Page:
MURDER AT WATFORD. A man and woman named Taynton, residing at South-terrace, Vicarage-road, Watford, went out about eight o'clock on Monday night, leaving in the house a son, Walter Joseph, aged 15, and a daughter, Jessie Maria, aged ten. When the mother returned at half- past ten she could not get admission to-the house, the doors being locked. She prevailed upon a neighbour named Williams to force an entrance by the back window, and he found the daughter lyicg on the floor of the living room in a pool of blood, the brains being scattered about her. A hammer was lying by s her side, covered with blood and hair. The poor girl was still alive, but she expired immediately after the arrival of Dr. Stradling's assistant. The boy was returning home, apparently unconcerned, about half-past eleven, and was arrested in the road by the deputy chief constable of the county, who was waiting for him. On the boy's clothes were found stains of blood; blood was also foand on the thumb of his right hand. The inquest was held on Tuesday evening at the Police-station, Watford, before Mr. R. W. Brabant, Deputy Coroner. Joseph Taynton, the father, said he left home at twenty minutes to nine. The deceased and her brother Walter Joseph were then in the kitchen, Walter reading and the deceased knitting. They appeared quite happy. When witness returned, about ten miautes to eleven, he was told what had occurred by the. police. He had left his tools in the kitchen. Caroline Taynton, the mother, said she left home at a quarter to eight, and returned just after ten. She knocked at the door, but got no answer. She teard a moaning inside. She called Mr. Williams, a neigh- bour, whe went into the house by the scullery window, and opened the front door for her. The deceased was lying on her back in the kitchen, covered with blood. She had in-her hands the knitting needles and piece of stocking she was knitting. Walter could not be found. Superintendent Hammerstone produced a shoemaker's hammer, which he found in the kitchen, covered with blood. He apprehended the prisoner at half- past eleven, and found stains of blood on his right hand and clothes. He cautioned him. The boy said nothing. Dr. Cox said the deceased died a few minutes after his arrival. There were three punc- tured wounds above and a little in the front of the right ear, and a large depressed fracture of the skull on the whole of the right side of the head, about five inches long and four inches wide. The wounds were such as would be caused by both the flat and the sharp ends of the hammer. They could not have been caused by a fall, or self-inflicted. The jury returned a verdict that there was not sufficient evidence to show by whom the injuries were inflicted. —
BANQUET TO MR. W. H. SMITH. Speaking at a complimentary banquet given by merchants, bankers, and other citizens of London at Merchant Taylors' Hall on Wednesday night, Mr. W. H. Smith, M.P., said he felt undeserving of the great and unusual compliment. He had ijever sought his present position as Leader of the House of Commons, but, having undertaken the responsi- bility, he had sought to lead the first Legislative Assembly in the world in paths worthy of tte past, and calculated to make England greater and happier in the future. There were great issues involved in the position of the day, but the Government bad behind it the support of the merchants, bankers, and manufacturers, acd he had no fear of the ultimate victory. There wis now a great demand upon the strength and health of Ministers, and the country would have to seriously consider the obstruction which prevailed. Mr. Ralfour responded for The House of Commons," and in the course of his remarks alluded to the obstruction in the House, and tba dis- ceditabls gcjngg to c,2! with it.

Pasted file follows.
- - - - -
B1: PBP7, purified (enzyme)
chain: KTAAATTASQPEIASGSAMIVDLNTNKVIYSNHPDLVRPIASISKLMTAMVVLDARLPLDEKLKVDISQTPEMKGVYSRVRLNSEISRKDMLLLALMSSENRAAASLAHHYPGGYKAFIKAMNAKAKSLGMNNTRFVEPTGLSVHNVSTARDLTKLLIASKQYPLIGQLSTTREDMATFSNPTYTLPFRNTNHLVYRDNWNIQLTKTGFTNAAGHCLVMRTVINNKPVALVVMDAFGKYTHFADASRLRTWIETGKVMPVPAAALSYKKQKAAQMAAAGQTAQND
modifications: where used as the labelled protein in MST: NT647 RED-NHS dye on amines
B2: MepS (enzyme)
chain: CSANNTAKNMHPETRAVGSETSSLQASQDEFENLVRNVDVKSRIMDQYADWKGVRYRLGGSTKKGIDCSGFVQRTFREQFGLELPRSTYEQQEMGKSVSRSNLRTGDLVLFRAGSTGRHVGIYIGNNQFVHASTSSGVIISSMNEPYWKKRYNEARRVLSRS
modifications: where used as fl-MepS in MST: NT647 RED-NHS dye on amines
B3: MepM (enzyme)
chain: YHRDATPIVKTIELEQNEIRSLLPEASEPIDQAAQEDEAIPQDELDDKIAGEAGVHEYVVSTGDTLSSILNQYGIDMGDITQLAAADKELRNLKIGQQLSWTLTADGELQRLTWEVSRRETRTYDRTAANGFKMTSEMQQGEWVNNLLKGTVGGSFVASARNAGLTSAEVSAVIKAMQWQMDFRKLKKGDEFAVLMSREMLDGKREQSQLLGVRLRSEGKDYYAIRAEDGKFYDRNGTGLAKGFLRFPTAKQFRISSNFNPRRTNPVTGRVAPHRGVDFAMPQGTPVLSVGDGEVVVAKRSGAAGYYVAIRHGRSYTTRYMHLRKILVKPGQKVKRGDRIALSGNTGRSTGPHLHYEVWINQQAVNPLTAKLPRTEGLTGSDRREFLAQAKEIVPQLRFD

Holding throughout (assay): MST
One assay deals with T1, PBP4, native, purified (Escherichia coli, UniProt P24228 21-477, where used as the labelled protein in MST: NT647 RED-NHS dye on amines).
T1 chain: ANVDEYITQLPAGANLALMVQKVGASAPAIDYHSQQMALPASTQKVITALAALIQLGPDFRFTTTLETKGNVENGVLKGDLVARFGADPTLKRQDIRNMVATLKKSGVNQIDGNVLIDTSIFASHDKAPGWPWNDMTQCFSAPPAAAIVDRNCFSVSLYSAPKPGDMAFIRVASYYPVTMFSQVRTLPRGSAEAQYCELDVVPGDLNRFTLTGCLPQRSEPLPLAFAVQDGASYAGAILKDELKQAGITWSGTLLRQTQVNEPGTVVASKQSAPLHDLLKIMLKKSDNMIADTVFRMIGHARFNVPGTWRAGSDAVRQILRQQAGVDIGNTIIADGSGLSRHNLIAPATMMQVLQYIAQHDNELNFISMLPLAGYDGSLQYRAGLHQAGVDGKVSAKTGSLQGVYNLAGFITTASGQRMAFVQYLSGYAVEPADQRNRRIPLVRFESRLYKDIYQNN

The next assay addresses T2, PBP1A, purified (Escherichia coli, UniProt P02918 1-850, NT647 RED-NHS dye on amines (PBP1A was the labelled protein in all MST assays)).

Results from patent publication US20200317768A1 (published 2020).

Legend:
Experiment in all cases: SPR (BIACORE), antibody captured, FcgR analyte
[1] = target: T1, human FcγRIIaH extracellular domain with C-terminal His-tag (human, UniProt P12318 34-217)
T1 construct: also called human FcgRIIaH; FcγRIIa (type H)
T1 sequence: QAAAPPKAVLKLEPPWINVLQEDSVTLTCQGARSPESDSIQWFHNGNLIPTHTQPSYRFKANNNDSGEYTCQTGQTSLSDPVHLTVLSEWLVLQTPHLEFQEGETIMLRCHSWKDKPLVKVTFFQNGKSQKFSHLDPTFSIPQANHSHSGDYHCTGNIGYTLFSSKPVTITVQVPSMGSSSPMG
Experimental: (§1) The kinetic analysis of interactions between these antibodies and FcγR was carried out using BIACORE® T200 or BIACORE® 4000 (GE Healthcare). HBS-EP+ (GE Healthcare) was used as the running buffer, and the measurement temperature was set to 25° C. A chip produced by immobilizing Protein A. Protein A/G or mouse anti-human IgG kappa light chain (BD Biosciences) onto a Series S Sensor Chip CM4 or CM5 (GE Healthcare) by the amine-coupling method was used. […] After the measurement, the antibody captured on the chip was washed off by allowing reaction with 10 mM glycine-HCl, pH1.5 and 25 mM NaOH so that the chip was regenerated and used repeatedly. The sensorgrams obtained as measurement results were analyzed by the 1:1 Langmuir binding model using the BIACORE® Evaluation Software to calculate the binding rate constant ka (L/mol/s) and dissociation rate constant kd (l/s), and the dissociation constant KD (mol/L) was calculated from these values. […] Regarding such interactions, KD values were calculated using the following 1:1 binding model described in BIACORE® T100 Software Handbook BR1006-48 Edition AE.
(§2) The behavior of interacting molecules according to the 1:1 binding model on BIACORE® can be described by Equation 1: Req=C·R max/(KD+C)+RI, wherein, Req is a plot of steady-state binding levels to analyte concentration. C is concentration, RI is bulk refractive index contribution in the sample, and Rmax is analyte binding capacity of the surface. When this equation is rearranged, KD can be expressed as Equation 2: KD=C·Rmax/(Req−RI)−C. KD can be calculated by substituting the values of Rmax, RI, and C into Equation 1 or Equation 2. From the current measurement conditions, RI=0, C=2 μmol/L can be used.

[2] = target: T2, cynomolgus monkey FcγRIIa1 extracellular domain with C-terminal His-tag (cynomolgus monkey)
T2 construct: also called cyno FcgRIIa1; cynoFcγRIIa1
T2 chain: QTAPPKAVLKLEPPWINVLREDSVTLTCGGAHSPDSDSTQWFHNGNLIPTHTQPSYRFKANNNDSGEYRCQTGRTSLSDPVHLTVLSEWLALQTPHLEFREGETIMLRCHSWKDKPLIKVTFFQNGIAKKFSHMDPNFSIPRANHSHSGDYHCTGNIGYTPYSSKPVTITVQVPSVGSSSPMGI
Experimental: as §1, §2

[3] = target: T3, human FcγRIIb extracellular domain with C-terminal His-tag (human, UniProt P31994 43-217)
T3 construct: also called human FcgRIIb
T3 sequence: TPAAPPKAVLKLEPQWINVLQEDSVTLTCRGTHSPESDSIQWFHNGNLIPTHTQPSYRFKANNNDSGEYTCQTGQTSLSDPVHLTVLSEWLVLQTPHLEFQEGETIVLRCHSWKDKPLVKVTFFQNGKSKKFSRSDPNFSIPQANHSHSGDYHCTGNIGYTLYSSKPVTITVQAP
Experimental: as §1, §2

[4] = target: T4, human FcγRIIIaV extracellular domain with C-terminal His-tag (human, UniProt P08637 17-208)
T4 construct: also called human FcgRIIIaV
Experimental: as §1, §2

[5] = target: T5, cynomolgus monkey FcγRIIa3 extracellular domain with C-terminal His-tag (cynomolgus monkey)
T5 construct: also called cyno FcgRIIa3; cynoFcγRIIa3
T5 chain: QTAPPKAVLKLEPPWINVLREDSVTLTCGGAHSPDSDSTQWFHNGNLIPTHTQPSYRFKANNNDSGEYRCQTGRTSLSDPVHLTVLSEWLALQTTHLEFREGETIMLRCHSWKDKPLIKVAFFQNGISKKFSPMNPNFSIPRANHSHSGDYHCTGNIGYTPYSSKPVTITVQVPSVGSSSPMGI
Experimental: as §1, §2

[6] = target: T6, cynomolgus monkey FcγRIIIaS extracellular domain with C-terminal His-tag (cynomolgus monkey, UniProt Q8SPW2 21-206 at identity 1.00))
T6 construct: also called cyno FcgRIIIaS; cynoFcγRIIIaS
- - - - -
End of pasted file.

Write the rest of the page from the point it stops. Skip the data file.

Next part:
AN ARCH HYPOCRITE. The death of Dr. L. M. Shaffer in the Pennsylvannia State Penitentary recalls the most remarkable series of criminal transactions known to police records- the bond swindling insurance case. Dr. Shaffer bore an unblemished reputation for honour and probity among his fellow-men, but he led a double life. In connection with the bonds he had used his official I position in the Royal Templars of temperance, an in- surance organisation, to defraud it by the enrolment of fictitious names on the membership list, and by furnishing proofs of the death of the alleged members and obtaining the insurance money thereon. The grotesque and ghastly nature of the mock funerals and re-interments of real bodies stolen from the potter's field under fictitious names, has hardly a parallel in fiction. Dr. Shaffer was the leading spirit in the celebrated corpse trust, which defrauded the United States Mutual and a number of other life insurance companies out of thousands of dollars. The ringleaders were convicted, and sentenced to the penitentiary last year. The body of Dr. Shaffer was interred in the penitentiary cemetery, but will be removed by his two sons as soon as they have served out their terms.